1. Very true, I find I respond to life much easier than if distance in my mind and need to come back first or instantly react in a negative way.

  27. Get this… even if we do express how we feel or even what is true, it can still be expressed in a way that makes us small. It is not just is what we say or do by in the quality of how we are within ourselves that is equally if not more important.

    1. We can say the most profound things but if what we’re saying is not lived, ie if there’s a disconnect between what we’re saying and what we’re living, the depth and meaning of what is being said isn’t felt.

  28. Many times when someone has reacted to what I have expressed I’ve said to myself ‘never again’ will I say something… I’ve thought that was the best way to protect myself but I was actually hurting myself far more than their reaction.

  29. Expression covers every aspect of how we are in life and fully embracing how I express as a woman is an ongoing journey which I am enjoying as I allow myself the freedom to experiment with what I wear and how I style my hair. That’s before I open my mouth which is what my former narrow interpretation of expression was and as I reconnect to my essence my confidence in expressing all of me expands.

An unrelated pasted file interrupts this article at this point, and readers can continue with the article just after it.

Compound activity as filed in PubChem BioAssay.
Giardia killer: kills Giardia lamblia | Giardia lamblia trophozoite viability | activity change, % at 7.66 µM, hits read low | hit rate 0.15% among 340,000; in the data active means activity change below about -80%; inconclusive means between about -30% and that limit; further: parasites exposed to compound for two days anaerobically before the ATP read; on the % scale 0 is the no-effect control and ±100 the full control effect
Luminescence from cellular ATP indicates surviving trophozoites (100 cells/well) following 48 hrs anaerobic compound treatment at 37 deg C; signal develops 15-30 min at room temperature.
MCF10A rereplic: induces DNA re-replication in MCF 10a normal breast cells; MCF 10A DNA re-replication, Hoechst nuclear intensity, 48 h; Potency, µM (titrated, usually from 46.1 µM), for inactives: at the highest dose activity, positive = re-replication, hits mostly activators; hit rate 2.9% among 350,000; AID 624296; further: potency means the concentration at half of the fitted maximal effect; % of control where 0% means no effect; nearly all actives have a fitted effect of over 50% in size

30. Serge Benhayon has always said ‘Expression is Everything’, I only began to understand the true meaning of this when I stopped holding back and started to express myself more and felt how much more expansive and light I felt.

    1. True, Anna. Expressing ourselves leaves us with a completely different feeling in our bodies of expansion and space, instead of the tightness, hardness and contracted feeling of holding back. It’s not until we start playing with it and feeling that how we express really does make a massive difference to our bodies, relationships and lives on so many levels, that through this learning we become inspired to share more of ourselves.

  31. Holding back our expression for fear of a reaction or outcome brings a cumulative tension in our body but when we chose to express what is there to be said we feel a freedom of being who we naturally are.

    1. It’s interesting how we’d rather put up with an enormous amount of tension in our body from not expressing what’s there to be expressed, than risk upsetting someone – and all because we’re pre-judging the situation and anticipating, expecting that they will react. What if we let go of our expectations, fears and anticipations of others’ reactions? How much freer might we feel within ourselves and our bodies, and how much faster might relationships evolve, if we just said what we felt instead of waiting for ‘the right moment’ when another is least likely to react – or never saying it at all?

  32. “I failed to appreciate that choosing NOT to express myself is still an expression.” and one that is much more harming than we are willing to accept. We may not express what we feel but it is held in our body until such time the body has to discard it either in frustration or anger or if left to fester, in illness and disease.